Diary of a Dad: Week 1 - Birthby Adam Riches
I’m not sure what I thought about birth before I was a dad. I vaguely remember realising I knew absolutely nothing about 4 weeks before our first little boy was born. It wasn’t ideal, but now, after our second has just been born, I realise that birth is incredible...but not always perfect.
We were sat at NCT as doe-eyed, young, energetic parents to be (who knew what a full night of sleep felt like) and it was all rainbows and butterflies until the lady running it aptly reminded us that the baby needs to actually come out. It was at that moment that the reality of childbirth began to dawn on me.
As a dad, you sort of feel a part of the whole pregnancy thing for a while. You’re along on the journey, but as the birth draws closer, you begin to realise that you’re just a spectator in this particular game. You can be supportive before and after birth and do all of the amazing things that you can do...but you can’t actually give birth (if by chance you can, I’d love to be your manager.)
There is a child inside your partner’s body, and it’s got to come out. You couldn’t make it up. Something so natural is also something, that as modern people, we have become a bit detached from. Instagram shows the beautifully cleaned down newborn pictures and it’s easy to forget that the birthing process involves a lot of other things coming out than just a baby…
After experiencing it twice, I’m in total awe of any mother. Natural birth, C-section, drugs, no drugs, you are all frigging amazing. What the human body is capable of going through is not celebrated enough. I’m not saying this to scare anyone, but there is so much fluff out there about birth.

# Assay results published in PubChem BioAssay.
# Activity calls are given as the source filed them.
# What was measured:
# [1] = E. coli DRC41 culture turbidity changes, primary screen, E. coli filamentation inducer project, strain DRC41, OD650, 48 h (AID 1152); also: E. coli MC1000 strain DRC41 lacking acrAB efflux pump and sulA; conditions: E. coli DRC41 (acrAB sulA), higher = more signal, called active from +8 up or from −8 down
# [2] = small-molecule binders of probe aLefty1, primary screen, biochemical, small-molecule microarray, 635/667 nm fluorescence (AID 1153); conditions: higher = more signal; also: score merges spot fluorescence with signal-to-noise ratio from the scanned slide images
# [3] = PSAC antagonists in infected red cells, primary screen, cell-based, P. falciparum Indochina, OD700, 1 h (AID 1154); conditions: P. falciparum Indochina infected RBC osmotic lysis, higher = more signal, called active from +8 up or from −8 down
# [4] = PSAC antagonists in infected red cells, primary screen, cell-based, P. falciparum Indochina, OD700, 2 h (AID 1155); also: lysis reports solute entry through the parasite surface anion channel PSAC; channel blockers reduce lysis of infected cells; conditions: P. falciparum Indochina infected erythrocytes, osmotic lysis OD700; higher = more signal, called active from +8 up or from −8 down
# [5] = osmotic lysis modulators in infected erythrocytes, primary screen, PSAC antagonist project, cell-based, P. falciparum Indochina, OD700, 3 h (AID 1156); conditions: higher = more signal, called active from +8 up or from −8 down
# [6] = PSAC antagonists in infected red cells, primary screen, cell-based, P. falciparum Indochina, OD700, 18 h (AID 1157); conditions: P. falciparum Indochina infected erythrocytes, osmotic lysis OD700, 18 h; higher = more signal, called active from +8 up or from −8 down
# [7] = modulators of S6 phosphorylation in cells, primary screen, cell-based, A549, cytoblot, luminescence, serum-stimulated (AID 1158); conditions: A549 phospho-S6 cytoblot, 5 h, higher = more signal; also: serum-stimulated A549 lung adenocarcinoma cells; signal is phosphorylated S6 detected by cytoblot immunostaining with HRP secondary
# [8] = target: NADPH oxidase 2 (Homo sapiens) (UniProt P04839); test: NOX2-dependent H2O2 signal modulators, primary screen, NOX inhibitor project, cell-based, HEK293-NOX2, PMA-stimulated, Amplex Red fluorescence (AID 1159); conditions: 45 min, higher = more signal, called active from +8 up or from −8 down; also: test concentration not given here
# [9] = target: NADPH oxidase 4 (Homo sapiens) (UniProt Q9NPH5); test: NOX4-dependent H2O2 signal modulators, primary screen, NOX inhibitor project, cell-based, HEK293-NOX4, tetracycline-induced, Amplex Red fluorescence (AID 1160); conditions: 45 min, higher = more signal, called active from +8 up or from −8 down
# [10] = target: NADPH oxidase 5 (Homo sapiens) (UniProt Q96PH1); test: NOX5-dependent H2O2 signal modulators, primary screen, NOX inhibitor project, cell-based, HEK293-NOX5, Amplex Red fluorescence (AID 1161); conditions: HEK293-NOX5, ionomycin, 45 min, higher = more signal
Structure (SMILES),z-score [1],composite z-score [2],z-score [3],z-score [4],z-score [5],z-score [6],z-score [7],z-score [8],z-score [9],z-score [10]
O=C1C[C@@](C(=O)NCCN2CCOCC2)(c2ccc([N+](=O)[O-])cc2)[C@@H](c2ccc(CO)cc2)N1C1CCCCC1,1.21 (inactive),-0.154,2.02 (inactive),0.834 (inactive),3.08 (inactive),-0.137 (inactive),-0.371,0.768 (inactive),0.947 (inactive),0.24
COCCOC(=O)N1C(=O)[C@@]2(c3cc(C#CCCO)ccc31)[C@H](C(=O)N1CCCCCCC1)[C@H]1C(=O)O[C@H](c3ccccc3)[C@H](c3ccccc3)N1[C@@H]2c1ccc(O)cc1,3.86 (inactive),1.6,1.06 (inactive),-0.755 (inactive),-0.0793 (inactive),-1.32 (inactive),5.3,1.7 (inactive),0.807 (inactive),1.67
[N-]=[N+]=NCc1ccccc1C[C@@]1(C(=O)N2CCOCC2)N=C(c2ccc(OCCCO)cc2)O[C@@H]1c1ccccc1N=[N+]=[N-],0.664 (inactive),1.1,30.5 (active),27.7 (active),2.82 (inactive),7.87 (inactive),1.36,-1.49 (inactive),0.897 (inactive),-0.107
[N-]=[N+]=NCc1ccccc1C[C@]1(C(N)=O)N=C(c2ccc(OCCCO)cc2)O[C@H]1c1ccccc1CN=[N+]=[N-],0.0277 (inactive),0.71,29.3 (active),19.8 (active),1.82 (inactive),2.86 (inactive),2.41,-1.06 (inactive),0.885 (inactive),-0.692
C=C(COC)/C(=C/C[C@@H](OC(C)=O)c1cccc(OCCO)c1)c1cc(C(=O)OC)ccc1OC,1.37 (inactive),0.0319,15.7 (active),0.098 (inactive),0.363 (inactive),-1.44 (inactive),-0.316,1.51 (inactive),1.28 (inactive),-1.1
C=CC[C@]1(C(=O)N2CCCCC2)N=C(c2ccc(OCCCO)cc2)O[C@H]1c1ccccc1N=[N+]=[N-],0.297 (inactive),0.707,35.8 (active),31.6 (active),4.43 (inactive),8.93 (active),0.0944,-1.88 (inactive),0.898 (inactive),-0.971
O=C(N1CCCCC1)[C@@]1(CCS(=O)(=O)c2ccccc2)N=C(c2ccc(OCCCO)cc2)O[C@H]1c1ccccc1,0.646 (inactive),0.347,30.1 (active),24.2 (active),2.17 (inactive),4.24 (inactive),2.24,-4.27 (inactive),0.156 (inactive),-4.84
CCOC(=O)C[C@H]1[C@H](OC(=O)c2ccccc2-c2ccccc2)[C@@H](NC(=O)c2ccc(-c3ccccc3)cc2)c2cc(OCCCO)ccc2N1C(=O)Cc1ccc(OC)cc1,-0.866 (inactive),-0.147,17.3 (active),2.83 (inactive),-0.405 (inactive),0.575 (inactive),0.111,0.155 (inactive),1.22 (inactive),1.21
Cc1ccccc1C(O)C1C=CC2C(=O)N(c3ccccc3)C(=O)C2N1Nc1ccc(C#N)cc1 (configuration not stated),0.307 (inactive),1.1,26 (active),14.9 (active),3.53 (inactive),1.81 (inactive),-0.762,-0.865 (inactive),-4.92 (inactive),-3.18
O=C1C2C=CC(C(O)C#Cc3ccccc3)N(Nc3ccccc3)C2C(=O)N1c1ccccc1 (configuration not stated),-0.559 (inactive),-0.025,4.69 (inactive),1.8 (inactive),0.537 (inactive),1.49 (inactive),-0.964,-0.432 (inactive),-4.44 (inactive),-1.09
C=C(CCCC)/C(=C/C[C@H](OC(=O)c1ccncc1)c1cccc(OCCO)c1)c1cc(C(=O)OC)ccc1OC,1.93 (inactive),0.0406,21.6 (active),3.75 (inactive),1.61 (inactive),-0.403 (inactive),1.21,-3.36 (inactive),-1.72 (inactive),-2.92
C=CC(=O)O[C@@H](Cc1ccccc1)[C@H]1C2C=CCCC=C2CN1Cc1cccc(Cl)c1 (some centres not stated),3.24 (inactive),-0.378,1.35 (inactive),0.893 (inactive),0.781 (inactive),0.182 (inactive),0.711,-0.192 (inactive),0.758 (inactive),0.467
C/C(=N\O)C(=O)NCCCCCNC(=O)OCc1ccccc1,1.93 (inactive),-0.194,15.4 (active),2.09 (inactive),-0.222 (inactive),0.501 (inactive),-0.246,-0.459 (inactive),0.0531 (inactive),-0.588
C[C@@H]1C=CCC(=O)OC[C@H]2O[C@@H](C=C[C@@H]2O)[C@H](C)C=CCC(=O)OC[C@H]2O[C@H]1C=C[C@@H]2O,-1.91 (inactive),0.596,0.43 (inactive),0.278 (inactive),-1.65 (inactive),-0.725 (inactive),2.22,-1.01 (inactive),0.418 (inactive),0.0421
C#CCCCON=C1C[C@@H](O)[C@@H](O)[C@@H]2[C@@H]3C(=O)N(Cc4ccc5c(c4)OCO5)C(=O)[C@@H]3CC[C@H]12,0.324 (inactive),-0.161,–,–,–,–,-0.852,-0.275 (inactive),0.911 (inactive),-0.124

The whole process is much like Alien really - you know the one with Ridley Scott where she and the cat are the only ones who realise what’s happening on the spaceship? There is less of the parasitic scorpion-like attacks, but the concept is the same...sort of. As a dad, it’s easy to feel powerless during birth, especially with your partner having to shoulder all of the physical, emotional and hormonal burdens.
I thought it’d be easier going through it for a second time, but as they (and by they I mean everyone who thinks they know everything about babies) say, no two births are the same. The reality is that you can prepare yourself for every eventuality, but there is always the chance that it might not go how you anticipated or hoped. As it transpires, you have very little say in what the baby decides to do. They are in the driver’s seat (a shocking analogy I know) and you can make informed choices, but that yet to be born little milk monster is the one who calls the shots, and from the outset, some of them test us.
Birth takes a phenomenal toll on mums and dads. There is sometimes a perceived pressure to seem like all is well. Ignore it. Although the births of both of our children didn’t go to plan or how we envisaged, one thing we both learnt was that it’s ok to say it was tough. Reinforcing the ‘dream birth” stereotype is damaging and it cons parents to be (like we once were) that birth is all rainbows and butterflies.
As this first week of being a dad (again) draws to a close, I can’t stop thinking how incredible birth is, not because it’s a perfect process, but because it reminds you how incredible you are as parents even before your work has begun.